Breast Clinic

Breast cancer scares every woman.
If surgery is required, you will need emotional support
as well as technical expertise to lead you through the next steps.

The Womens Clinic can help with your journey.

 

I have a breast lump

The vast majority of breast lumps are not cancerous and need no treatment. It is important, however to seek a Professional Assessment if you have noticed a lump in your breast. Assessment is 3 fold:

  • clinical breast examination,
  • radiological examination (mammogram/ultrasound scan),
  • a needle biopsy to look at the cells.

This enables us to give you an answer - as accurate as possible - about what the nature of your breast lump is. Once we know what it is we can treat it appropriately.

Breast lumps that need surgery

If a breast lump does need to be removed, it can be for a number of reasons. These can include:

  • it may be benign but too large to leave
  • it may be symptomatic
  • we are uncertain about the diagnosis and need to remove it to make sure it is not cancerous.
  • it may be a confirmed breast cancer.

Removing a breast lump for diagnostic purposes is a relatively simple operation. It can be done without having to stay in hospital overnight and usually regular Panadol is all the pain relief that is required post-operatively.

However, breast cancer surgery requires a fair amount of planning and discussion to ensure that we have the best outcome for every woman that we treat. Breast conserving surgery versus mastectomy, mastectomy with reconstruction or without - all of these options need a full and frank explanation, outlining the pros and cons of each option. Underarm (Axillary) surgery is also required as part of the breast cancer treatment for each woman. This allows us to stage the cancer and to give advice regarding whether other treatments (chemotherapy or radiotherapy) are required or not.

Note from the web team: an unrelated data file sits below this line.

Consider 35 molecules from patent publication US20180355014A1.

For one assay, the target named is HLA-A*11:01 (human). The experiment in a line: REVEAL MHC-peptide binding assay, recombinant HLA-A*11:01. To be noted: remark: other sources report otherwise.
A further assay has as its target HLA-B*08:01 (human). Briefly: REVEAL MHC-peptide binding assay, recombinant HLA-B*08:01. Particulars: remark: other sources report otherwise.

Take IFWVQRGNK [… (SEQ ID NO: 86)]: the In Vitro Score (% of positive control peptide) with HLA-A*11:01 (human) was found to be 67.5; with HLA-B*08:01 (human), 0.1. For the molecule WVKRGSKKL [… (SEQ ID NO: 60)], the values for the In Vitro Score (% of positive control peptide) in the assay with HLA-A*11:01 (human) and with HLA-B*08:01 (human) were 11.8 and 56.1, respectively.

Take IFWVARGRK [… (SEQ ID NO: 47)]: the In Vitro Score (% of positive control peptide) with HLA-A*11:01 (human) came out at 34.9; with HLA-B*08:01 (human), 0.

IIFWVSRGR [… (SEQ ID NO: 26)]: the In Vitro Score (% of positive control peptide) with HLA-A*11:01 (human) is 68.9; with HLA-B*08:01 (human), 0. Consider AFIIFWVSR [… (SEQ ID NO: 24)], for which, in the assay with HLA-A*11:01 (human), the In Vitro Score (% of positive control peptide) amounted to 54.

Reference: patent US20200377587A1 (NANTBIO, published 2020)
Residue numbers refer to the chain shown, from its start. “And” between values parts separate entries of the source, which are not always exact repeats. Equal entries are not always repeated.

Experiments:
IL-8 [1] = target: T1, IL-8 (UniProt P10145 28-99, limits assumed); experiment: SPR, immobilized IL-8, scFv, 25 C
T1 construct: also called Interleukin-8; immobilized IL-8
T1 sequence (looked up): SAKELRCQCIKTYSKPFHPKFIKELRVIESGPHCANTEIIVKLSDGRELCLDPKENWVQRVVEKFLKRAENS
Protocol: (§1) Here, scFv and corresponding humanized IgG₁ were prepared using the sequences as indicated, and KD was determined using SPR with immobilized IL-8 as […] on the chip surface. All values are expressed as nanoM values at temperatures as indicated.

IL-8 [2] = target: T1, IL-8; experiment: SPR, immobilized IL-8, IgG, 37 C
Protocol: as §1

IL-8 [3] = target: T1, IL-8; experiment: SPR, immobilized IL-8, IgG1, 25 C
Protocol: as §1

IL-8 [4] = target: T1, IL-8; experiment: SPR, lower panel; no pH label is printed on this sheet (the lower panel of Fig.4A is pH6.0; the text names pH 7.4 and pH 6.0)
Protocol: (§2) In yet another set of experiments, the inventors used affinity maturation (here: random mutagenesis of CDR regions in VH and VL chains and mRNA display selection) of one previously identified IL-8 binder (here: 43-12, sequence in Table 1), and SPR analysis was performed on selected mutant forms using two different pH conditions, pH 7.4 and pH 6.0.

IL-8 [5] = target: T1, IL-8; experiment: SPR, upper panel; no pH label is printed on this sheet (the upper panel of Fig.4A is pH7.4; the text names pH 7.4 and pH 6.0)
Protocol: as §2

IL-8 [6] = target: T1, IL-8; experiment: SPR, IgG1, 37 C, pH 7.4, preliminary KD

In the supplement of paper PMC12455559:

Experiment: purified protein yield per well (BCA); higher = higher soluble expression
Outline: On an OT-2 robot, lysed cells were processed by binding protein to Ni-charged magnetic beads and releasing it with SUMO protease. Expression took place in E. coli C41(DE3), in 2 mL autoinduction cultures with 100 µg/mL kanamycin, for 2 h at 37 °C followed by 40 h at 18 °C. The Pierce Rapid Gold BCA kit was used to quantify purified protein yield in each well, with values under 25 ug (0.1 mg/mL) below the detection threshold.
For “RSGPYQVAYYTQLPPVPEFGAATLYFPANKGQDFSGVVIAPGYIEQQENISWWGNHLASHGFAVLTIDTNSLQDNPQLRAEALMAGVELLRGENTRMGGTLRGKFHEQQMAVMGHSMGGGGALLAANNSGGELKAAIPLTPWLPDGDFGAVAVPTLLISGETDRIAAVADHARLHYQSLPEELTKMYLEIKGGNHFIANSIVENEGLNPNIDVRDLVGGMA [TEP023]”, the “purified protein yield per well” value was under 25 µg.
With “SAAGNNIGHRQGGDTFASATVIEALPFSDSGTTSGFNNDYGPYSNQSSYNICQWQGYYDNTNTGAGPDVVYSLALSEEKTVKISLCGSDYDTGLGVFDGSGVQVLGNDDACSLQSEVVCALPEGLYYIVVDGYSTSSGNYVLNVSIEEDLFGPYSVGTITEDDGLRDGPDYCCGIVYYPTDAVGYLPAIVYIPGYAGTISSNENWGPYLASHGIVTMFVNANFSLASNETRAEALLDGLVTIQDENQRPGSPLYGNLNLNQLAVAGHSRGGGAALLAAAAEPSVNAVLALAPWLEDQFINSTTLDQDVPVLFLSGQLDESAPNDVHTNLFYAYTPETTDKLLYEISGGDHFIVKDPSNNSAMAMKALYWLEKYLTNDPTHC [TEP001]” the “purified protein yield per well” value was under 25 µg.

This sounds all very daunting and scary. Our job at The Womens Clinic is to put you at ease, arm you with knowledge and support you from the start of treatment to the time that your treatment is over. And even then our job is not completed. We are also there to follow up and make sure you stay healthy and well. Regular mammograms and breast examinations are essential and are very reassuring to women who have been treated for breast cancer.

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Why do I have breast pain?

Usually breast pain is not a worrying symptom - it is only very rarely associated with serious breast conditions. More commonly, it is due to the effect of hormones on your breast tissue. Hormones cause breast tissue to swell and become uncomfortable. During the consultation we will talk about ways of managing the pain if the assessment of your breasts is normal.

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I have a family history of breast cancer

Approximately 10-20% of women who are affected by breast cancer have a relative that has also had breast cancer. This may be due to random bad luck or it may, in a small number, be due to a genetic inheritance pattern in your family. Genetic testing can be performed on women with a particularly strong pattern of family breast cancer, however it is essential that this is undertaken with the utmost consideration. Consultation with a Breast Cancer Specialist and a Geneticist is essential before final decisions regarding gene testing should be made. At Womens Clinic we are very willing to advise and facilitate this process for you.

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For further information or advice: Contact The Womens Clinic on P: 524 8887, 0800 WOMENS or E: reception@womensclinic.co.nz